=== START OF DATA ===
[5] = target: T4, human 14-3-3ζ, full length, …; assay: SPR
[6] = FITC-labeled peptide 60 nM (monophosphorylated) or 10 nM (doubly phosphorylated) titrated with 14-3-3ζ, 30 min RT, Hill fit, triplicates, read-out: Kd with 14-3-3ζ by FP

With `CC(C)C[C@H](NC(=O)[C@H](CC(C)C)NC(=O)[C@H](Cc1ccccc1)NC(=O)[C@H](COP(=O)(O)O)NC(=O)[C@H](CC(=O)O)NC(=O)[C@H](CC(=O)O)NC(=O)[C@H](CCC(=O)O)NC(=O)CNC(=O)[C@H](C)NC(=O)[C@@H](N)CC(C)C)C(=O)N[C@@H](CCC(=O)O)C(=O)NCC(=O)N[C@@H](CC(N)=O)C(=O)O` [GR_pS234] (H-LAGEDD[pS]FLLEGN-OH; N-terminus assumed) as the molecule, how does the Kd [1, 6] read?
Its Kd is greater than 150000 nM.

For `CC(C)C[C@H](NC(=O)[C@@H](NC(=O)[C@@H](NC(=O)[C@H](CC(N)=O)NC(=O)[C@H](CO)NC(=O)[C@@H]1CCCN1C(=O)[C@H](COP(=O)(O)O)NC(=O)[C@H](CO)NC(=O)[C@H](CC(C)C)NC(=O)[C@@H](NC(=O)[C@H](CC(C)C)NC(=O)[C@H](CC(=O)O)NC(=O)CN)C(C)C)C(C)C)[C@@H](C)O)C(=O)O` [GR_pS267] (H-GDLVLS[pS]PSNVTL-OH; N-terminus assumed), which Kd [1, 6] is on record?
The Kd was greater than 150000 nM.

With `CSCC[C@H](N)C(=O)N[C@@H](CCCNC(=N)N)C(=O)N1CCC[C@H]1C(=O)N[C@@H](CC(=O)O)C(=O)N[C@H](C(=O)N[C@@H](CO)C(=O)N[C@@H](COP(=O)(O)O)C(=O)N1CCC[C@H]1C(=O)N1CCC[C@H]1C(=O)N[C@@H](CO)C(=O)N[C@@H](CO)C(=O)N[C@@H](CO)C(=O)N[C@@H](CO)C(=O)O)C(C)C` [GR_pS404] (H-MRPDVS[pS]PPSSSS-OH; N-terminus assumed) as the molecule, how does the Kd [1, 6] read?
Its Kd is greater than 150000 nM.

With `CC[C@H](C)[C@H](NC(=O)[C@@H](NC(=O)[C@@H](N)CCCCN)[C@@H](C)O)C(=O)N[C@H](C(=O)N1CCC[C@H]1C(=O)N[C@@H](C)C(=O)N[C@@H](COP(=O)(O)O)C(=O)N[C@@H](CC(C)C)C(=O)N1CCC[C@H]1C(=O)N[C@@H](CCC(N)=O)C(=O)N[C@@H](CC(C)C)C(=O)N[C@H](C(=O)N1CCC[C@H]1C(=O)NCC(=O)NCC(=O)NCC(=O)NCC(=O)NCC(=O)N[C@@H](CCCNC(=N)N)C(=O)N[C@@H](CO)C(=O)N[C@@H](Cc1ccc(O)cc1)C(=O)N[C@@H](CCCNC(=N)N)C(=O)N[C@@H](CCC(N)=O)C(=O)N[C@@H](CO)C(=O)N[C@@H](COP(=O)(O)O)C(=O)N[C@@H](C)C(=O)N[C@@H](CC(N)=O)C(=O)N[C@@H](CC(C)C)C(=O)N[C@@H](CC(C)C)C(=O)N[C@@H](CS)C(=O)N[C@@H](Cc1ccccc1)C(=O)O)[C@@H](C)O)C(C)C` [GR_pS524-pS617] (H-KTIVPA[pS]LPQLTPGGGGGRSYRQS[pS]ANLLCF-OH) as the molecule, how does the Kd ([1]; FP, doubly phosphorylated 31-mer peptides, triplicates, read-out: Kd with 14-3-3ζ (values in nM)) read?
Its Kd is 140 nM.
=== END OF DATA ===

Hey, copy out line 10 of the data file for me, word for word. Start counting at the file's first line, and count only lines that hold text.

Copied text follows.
Its Kd is 140 nM.